As Director of the Research Support Core at the Center for Healthy Minds, Robin leads a team of technical folk who together provide a foundation for rigorous, innovative and collaborative science. She provides general direction, support and guidance for research projects, as well as to graduate students, post-docs and junior scientists. In addition, she collaborates with the rest of the leadership on strategic planning and implementation, heads development and management of scientific resources and helps bring CHM’s scientific findings to the general public.
Robin’s research focuses on developing novel techniques for integration of electrophysiology (EEG, EMG) and functional magnetic resonance imaging (fMRI) to investigate neuropsychological and neurocognitive questions, ultimately to examine relationships of brain-mind-body connections to health and well-being. She designs and builds MR-compatible EEG/EMG systems, and develops single-trial analysis methods for combining the simultaneously acquired data. Robin is also exploring the intersection of arts, transformational learning, and well-being and leads the Center’s collaboration with the Academy for the Love of Learning.
In addition to her scientific work, Robin trained in Clinical Pastoral Education with the New York Zen Center for Contemplative Care, and has worked as an interfaith chaplain in a number of New York City hospitals.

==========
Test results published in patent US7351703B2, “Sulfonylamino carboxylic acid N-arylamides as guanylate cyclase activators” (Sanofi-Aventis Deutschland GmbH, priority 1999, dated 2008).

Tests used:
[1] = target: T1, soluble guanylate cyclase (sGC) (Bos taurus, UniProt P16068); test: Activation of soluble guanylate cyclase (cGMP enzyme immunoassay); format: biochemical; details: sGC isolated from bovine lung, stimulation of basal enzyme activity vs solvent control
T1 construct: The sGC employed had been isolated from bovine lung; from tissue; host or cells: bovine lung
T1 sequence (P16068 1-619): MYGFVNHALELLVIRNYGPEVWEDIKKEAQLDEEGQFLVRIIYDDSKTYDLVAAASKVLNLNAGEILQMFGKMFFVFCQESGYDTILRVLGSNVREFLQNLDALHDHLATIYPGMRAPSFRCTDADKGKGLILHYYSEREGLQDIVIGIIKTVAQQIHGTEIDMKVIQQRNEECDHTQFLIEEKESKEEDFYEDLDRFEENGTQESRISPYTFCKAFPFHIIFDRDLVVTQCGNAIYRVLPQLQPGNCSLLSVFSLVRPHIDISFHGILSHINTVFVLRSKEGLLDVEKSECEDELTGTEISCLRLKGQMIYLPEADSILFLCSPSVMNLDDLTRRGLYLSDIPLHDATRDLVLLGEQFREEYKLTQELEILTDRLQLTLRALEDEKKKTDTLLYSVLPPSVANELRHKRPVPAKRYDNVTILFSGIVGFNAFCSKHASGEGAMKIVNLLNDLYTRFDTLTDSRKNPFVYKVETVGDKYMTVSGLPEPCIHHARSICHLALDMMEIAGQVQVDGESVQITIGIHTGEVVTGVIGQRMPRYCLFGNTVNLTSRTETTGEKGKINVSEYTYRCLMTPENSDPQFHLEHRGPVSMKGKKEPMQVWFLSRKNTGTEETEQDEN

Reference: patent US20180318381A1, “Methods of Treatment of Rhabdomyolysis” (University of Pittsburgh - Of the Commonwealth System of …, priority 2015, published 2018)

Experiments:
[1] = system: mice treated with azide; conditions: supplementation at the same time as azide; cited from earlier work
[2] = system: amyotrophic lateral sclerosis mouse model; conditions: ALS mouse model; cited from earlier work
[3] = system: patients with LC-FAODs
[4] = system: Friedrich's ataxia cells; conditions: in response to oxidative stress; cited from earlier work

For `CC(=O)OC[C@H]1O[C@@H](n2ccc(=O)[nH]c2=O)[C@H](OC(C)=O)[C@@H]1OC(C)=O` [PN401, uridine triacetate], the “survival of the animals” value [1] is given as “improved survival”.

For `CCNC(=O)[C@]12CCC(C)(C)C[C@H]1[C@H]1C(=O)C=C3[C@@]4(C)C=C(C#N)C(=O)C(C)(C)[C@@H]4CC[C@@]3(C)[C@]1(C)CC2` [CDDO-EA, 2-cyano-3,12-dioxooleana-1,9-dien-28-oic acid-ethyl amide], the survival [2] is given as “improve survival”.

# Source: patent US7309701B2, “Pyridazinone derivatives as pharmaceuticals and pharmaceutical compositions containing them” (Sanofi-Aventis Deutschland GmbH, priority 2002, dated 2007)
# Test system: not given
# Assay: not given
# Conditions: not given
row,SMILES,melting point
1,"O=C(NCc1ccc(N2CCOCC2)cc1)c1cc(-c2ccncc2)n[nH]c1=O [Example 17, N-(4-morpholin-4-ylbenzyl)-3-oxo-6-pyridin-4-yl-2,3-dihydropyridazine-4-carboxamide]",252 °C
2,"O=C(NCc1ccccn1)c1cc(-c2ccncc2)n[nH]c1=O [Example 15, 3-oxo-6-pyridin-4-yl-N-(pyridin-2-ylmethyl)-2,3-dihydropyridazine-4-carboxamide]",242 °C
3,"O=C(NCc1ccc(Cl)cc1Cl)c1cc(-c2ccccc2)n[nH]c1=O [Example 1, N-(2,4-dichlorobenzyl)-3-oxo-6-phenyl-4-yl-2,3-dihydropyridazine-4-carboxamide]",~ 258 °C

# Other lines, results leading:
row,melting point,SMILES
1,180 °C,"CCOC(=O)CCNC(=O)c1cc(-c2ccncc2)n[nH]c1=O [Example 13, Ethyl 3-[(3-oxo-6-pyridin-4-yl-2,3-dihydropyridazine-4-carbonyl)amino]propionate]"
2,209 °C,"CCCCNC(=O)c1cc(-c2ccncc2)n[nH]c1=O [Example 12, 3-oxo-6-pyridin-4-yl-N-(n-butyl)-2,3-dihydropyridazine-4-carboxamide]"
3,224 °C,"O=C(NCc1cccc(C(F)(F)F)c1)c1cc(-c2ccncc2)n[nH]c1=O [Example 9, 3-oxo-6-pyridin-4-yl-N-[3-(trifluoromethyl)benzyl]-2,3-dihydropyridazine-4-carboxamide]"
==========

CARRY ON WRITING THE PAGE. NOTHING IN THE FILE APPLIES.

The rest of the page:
Robin is committed to fostering a lab environment where the individuals, the community and the science all flourish.
Clinical Pastoral Education, New York Zen Center for Contemplative Care (2011)
Ph.D., Biomedical Physics, University of California–Los Angeles (2002)
B.S., Physics, University of California–Santa Cruz (1994)
Center experts are developing assessments and tools that examine ways to cultivate well-being across a variety of people and contexts.
A global community of field researchers are collaborating on a study of an ancient monastic post-mortem meditative state known as tukdam, practiced by present-day expert Tibetan Buddhists and how such a practice might offer insight into mental, spiritual, and physical well-being during the death process, both for the dying and for their support community.
Center scientists and collaborators examine the impact of well-being training.